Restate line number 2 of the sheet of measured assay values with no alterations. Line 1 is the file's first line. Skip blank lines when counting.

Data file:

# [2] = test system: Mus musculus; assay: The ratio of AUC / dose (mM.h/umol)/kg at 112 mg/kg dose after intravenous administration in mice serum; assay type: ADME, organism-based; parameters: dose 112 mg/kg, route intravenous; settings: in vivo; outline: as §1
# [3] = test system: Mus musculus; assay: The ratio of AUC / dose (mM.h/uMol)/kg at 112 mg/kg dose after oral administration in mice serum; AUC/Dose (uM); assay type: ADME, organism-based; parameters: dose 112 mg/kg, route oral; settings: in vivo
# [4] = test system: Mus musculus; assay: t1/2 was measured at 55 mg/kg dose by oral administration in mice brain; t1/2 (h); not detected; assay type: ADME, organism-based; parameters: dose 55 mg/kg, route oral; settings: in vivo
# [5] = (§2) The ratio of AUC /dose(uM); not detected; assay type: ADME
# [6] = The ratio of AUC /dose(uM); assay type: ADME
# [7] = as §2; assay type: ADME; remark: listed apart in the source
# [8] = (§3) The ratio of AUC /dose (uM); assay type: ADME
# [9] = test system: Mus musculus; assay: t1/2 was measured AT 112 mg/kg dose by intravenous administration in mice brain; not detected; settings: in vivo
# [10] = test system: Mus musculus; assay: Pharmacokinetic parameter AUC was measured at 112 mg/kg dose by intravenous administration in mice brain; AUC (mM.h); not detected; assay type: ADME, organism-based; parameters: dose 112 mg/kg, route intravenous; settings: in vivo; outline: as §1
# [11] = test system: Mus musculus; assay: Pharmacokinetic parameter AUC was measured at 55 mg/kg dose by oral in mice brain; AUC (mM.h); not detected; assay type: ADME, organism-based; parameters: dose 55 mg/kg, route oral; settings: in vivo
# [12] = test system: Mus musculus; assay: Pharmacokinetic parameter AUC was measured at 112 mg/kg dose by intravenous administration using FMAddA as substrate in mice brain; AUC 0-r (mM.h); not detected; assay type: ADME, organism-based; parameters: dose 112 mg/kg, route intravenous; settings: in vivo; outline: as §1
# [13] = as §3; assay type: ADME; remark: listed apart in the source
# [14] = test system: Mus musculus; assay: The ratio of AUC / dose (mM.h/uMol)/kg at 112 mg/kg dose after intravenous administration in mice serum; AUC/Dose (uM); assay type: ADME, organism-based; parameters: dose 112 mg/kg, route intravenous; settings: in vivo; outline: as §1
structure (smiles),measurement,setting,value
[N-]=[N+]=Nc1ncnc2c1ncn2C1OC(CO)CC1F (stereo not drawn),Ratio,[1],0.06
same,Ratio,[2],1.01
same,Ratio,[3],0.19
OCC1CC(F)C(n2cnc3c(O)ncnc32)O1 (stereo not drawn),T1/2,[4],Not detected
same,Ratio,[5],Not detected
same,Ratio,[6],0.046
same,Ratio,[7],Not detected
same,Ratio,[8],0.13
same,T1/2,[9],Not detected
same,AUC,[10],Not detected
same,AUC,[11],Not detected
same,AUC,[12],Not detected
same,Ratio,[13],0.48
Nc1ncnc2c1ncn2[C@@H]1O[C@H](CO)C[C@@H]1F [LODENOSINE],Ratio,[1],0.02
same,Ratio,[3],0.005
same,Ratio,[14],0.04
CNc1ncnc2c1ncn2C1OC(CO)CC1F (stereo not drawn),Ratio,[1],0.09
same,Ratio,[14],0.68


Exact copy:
# [3] = test system: Mus musculus; assay: The ratio of AUC / dose (mM.h/uMol)/kg at 112 mg/kg dose after oral administration in mice serum; AUC/Dose (uM); assay type: ADME, organism-based; parameters: dose 112 mg/kg, route oral; settings: in vivo